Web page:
Better Monitoring: Implementing PMUs and WAMS to enhance grid visibility and management

Implementing PMUs and WAMS to enhance grid visibility and management

The complexities in grid operations have increased with the increasing share of renewable energy, growing number of distributed energy resources (mostly connected at the distribution level), and higher growth in power demand as compared to transmission network capacity. This calls for the use of new monitoring methods and technologies. As per the Smart Grid Vision and Roadmap for India document prepared by the Ministry of Power in 2013, wide area management systems (WAMS) and phasor measurement units (PMUs) should be implemented across the transmission system.

A WAMS pilot project was undertaken at the northern grid from April 2010 to May 2011, wherein PMUs were installed across eight substations. Subsequently, similar projects were initiated in other regions with the installation of 64 PMUs. Following the success of the pilot projects, in 2012, Power Grid Corporation of India Limited (Powergrid) rolled out the Unified Real Time Dynamic State Measurement (URTDSM) project to improve system operations through the implementation of WAMS. To provide dynamic visibility of the grid, WAMS are being installed across the country under the URTDSM project. Under the URTDSM scheme, Powergrid is installing PMUs at all substations at the 400 kV and above voltage levels and all generating stations at the 220 kV and above levels. The project also entails the installation of PMUs at high-voltage direct-current terminals, as well as at important international and interregional connection points. Subsequently, the utility will undertake analytics development for the better utilisation of data. The PMUs will provide real-time measurements and reduce the dependence on estimates for managing the energy flow in the grid. This will increase the capacity of congested corridors, improve transmission asset utilisation and lower energy costs for consumers. The total cost of setting up WAMS under the project is estimated at Rs 2.39 billion. Of this, about Rs 1.7 billion is for Phase I while the remaining is for Phase II. Two packages have been awarded for the implementation of the project – Package-I for the northern, eastern and north-eastern regions and Package-II for the western and southern regions. These packages have been awarded to Alstom SAS (France), Alstom Grid (UK) and GE T&D India Limited (earlier known as Alstom T&D India). The project is currently under way.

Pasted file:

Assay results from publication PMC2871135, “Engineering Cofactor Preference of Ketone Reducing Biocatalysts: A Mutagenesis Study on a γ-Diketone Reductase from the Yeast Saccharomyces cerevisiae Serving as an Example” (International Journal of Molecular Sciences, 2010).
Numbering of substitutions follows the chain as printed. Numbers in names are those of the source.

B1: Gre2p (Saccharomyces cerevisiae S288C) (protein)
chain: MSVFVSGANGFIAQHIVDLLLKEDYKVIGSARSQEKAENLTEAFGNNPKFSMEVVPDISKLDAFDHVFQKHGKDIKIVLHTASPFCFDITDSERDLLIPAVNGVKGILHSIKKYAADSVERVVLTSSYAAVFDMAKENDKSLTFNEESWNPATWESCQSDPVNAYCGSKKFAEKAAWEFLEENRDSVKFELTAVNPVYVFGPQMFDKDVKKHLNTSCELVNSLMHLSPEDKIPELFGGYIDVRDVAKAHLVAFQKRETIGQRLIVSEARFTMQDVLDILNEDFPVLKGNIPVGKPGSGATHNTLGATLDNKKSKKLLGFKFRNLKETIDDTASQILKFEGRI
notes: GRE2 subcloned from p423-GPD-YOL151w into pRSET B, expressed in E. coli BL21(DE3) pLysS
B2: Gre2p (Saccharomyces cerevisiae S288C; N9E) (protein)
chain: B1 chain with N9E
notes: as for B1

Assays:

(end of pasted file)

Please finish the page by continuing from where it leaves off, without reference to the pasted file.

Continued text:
As per the information available from the southern regional power committee, the total number of PMUs to be installed in the southern region under Package–II of the URTDSM project has increased from 240 to 270 due to the commissioning of new stations and feeders. In Southern Region-I, a total of 107 PMUs have been supplied, of which 97 have been commissioned and 85 have been integrated. In Southern Region-II, 109 PMUs have been installed across 32 substations while 103 PMUs across 31 substations have been integrated. A total of 286 PMUs have been envisaged to be set up at 78 substations in the eastern region. Of these, 211 PMUs at 52 substations have been installed and 114 PMUs at 24 substations have been integrated.

Meanwhile, there are only eight PMUs in the north-eastern region at Bongaigaon, Balipara, Sarusajai, Misa, Badarpur, Agartala, North Eastern Hill University (NEHU), Shillong, and Imphal, installed as part of a pilot project. Under the URTDSM scheme, around 90 PMUs are expected to be installed at various locations across the region.

Challenges and the way forward

One of the challenges faced during the implementation of the project has been the reluctance of power producers to install PMUs at their sites. Further, the number of PMUs planned to be installed has been under continuous revision, with new substations coming on-line. This has led to a lot of rework in the contract with Alstom, thus delaying the execution of the project. Powergrid had submitted a petition to the Central Electricity Regulatory Commission (CERC) to obtain regulatory approval for the implementation of Phase-II of URTDSM. The commission denied the approval for Phase-II in September 2016 in view of the delay in the execution of Phase-I of the project. It directed Powergrid to expedite the works under Phase I and seek approval for Phase-II only after substantial progress has been made under Phase I.

The implementation of the project has been very slow and there is a need to step up efforts to complete the lagging Phase-I of the project and avoid much delay in the initiation of Phase-II. Due to the delay in the commissioning of PMUs under URTDSM, monitoring and analysis of grid events cannot be done. Hence, it is necessary to expedite the commissioning of PMUs under the URTDSM scheme. Once commissioned, the project is expected to improve grid management.